White Oak Manor
White Oak Manor is an active and friendly community. With a Wesselman’s Supermarket less than a mile away and many churches nearby including St. Paul’s United Church and Independence Baptist Church, you won’t have to travel far from home for life’s necessities. There’s also a bus stop just outside the front door to make the location even more convenient.
The complex places an emphasis on resident security with a key card required to get into the building, and a manager’s office on-site to take care of issues that may arise. White Oak Manor also encourages residents to engage in recreation with their neighbors. There are many activities going on regularly in the Community Room such as bingo, crafts, Bible studies, and movies.
White Oak Manor offers income-based apartments, all of which come with appliances including heating and air conditioning. Phone, cable television, and internet services are available through Insight communications, and meal services are available through SWIRCA.
The complex has a 2 bedroom unit, 23 units with 1 bedroom, and 91 efficiency units. There are laundry facilities located on-site for resident use.
Public housing units across the country need more than $26 billion in repairs. HUD refers to these repair costs as capital needs. Congress has not provided enough funding for PHAs to keep up with capital needs. As a result, PHAs have had to make tough choices between things like repairing roofs and replacing plumbing—or worse, demolishing public housing. RAD provides PHAs a way to rehabilitate, or repair, units without depending on additional money from Congress.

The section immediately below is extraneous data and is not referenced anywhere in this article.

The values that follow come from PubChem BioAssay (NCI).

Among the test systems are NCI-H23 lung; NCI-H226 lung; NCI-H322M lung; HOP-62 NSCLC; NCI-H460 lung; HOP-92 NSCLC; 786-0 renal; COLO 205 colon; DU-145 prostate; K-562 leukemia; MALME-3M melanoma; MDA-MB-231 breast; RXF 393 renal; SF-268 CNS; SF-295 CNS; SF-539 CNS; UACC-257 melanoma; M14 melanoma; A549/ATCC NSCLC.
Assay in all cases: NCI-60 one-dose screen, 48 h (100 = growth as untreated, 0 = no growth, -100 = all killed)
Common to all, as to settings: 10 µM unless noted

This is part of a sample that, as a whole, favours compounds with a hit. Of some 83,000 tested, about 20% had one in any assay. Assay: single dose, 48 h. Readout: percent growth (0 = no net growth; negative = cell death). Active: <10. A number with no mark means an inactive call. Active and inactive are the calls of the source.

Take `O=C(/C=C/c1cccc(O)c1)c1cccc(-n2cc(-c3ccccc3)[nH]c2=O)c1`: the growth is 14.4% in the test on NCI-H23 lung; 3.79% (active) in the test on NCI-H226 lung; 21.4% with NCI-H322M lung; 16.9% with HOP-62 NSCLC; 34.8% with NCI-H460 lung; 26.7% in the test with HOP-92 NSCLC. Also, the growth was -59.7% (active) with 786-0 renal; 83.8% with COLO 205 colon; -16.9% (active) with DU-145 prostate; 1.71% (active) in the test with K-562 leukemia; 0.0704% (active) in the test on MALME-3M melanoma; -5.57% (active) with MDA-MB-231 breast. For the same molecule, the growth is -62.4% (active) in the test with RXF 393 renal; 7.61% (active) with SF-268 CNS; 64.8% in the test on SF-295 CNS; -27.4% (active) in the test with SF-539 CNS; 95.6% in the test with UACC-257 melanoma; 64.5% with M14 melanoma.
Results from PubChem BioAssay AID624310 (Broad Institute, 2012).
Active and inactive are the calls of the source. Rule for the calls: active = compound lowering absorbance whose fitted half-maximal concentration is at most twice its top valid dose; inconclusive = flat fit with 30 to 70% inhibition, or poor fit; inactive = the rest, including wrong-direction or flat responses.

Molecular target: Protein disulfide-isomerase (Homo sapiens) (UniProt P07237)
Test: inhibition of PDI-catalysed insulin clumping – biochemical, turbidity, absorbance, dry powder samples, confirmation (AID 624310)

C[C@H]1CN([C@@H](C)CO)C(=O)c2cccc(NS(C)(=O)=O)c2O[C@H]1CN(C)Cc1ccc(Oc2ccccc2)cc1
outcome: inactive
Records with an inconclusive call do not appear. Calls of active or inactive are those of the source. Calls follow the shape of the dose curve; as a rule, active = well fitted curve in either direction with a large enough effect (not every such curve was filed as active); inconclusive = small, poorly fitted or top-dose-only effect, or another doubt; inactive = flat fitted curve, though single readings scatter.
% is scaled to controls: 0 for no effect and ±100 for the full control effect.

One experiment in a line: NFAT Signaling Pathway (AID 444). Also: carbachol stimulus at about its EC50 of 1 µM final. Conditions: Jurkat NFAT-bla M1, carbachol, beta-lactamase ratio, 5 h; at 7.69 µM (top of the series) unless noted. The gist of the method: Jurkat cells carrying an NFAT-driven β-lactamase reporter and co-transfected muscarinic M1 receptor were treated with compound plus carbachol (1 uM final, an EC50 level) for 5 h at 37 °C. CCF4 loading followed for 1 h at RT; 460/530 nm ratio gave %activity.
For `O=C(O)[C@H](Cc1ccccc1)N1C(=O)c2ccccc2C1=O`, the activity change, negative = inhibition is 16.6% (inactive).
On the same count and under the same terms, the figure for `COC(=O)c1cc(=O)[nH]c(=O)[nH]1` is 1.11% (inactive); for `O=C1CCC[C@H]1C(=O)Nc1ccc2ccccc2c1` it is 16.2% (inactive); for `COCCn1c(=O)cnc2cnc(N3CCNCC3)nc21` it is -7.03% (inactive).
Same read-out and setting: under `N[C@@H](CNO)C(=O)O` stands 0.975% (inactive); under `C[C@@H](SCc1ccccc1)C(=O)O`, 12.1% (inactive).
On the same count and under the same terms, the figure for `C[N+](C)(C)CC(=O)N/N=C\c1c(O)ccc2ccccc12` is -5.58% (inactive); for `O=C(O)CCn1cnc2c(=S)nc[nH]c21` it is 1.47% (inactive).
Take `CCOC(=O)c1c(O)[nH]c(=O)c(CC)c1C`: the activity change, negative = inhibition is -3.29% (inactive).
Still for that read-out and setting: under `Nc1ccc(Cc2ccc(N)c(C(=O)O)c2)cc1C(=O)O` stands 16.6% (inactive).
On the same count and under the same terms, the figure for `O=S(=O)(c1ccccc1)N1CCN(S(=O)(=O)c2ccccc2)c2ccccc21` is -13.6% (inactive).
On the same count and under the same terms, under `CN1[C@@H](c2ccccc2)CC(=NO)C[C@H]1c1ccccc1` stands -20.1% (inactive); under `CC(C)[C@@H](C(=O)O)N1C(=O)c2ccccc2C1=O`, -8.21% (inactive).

This allows us to use the tax credits to leverage private funding, as well as other sources of private investments, to perform $17.6 million in needed repairs during Phase 1 of RAD. Just as importantly, this approval helps to ensure ongoing funding for public housing property maintenance and repair.
Unique features include a new state of the art geothermal heating a cooling system which will provide a more energy efficient method of heating and cooling for our residents. This system will reduce the overall operating expenses for the project and improve the quality of our living spaces for our residents.
This project was financed by the sale of low-income tax credits, energy tax credits, a HUD insured 221(d)(4) mortgage, IHCDA Development Funds, deferred development fee, and seller financing, Operations is funded by Project Base Housing Choice Vouchers and tenant paid rents.
Sources of Funding:
EHA Capital Loan:
Tax Credit Investor:
Alliant Capital, Ltd.
Income Groups Served:
Projected & Actual Cost:
May 2016/Sept 2017
May 2016/Dec 2017
Evansville Housing Authority, IHCDA